Pin It

Holiday Hardship & Why Staying Positive Matters



I absolutely love Christmas. Everything thing about it can brighten my mood most of the time. However, in the fall of 2003, I lost my best friend in Operation Iraqi Freedom a little less than two weeks before Thanksgiving. His death threw my emotions and life into a downward spiral that lasted through the holidays that year.

Ever since then, the holiday season has been a little less bright for me, but I do my best to stay positive and happy.

For many people, an ugly mindset comes along with the holidays. Not one that involves anger or confrontation, but sadness, depression, and loneliness instead. The holidays can be hard for a lot of people for a multitude of reasons, and it can be difficult to get away from negativity and sadness, but that doesn’t mean it can’t be done.

The Clutches of Sadness

December is the toughest month of the year. Others are July, January, September, April, November, May, March, June, October, August, and February. — Mark Twain.

I think Mark Twain is right. Every month of the year can be tough. For some people, though, the stretch of winter months that involve holidays can be the toughest.

There’s a myth that’s been making the rounds year after year after year, and it claims that there’s a sharp rise in suicides between Thanksgiving and Christmas. Whether this is true or not, well, everyone has their own opinions.

However, suicidal ideation aside–after all, this post is about positivity–while holiday depression is a very real issue for many people, there are a number of ways to help keep the blues away.

Staying Positive When Things Are Hard

Just about anyone will tell you that it’s important to live in the moment. Sure, it’s important. But when you’re feeling down, it can seem impossible to do so. There are some great suggestions for how to begin, and I’d like to talk about them a bit.

  • Stay focused on what’s happening now. Even if your life feels like it’s completely wrong or broken, there’s always one thing that is going right. It can be the smallest thing, such as getting out of bed every day, or focusing enough to read a few chapters of your favorite book. These things, no matter how small they are, are little victories. Things are happening. Focus on those things, and not the negative, bad things. When you look for the good things, you’ll see them. Start looking now.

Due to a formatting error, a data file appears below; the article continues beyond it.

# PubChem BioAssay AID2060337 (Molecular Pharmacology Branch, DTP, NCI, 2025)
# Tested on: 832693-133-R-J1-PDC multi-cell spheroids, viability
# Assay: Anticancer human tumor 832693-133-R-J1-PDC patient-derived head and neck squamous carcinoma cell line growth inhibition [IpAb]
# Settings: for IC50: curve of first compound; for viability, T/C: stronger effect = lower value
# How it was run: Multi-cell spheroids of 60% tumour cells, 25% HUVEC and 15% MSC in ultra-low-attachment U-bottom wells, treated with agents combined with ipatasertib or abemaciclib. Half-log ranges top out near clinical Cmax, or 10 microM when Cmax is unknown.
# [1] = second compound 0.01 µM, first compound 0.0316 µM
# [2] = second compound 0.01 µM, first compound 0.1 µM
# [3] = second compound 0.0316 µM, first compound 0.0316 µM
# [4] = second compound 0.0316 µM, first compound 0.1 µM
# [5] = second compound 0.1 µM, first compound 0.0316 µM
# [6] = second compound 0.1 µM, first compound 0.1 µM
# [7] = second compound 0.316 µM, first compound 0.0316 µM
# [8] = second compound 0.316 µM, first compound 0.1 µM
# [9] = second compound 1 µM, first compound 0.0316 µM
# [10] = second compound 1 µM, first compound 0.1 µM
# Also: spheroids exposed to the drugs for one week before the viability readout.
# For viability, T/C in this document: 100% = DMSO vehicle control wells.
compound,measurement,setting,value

• Always look at the bigger picture. When you’re feeling down, happy people can be one of the most aggravating and annoying things you’ll experience. Yes, your year may be a tough one, but you need to remember that there will come a time when you’ll be one of those happy people. Look at the bigger picture, focus on the good things about it (even if they’re smaller things), and stay positive by remembering that you’ll find happiness again.
  • Learn to take care of yourself. Be aware of your feelings, and understand when you’re stressed or feeling sad. Eat healthy and limit your consumption of sugars, caffeine, and alcohol. Undertake something you enjoy, whether it’s going to for a simple walk or sitting down with a good book. “You time” is incredibly important, especially around the holidays.
  • Reach out and interact with others. For many people, this is one of the hardest things to do. When you’re feeling down or depressed, the last thing you want to do is interact with other people. However, doing so is a great way to improve your overall mood. Take a chance. Let others cheer you up and help you out. Maybe even try getting involved in some fun Christmas games.
  • Always remember that you’re not alone. Because the holiday season is typically a time for family, perhaps one of the most important things you can do is remember that you’re not alone. Whether you remember that others are suffering, or you remember that your family or friends can be there for you, focus on the positive.
  • Sometimes you have to say no. Part of taking care of yourself is saying no. This is hard, especially if you’re always trying to please everyone. Perhaps the biggest part of de-stressing is the ability to take care of yourself and engage in “me time.” Sometimes, to do so, you have to say no to a dinner party or no to something simple like borrowing someone money or going to a parade. Your health matters. Take care of it.

The holidays don’t have to be dark and lonely. It can be difficult to stay positive, but the suggestions above can definitely help. Stay positive and keep looking forward. There’s always a silver lining, even in this difficult time of year. If you keep looking for it, you’ll inevitably find it, just like I did.

How do you overcome holiday negativity and the blues? Please share with us! Leave a comment below.

, , , , , , , ,

No comments yet.

Leave a Reply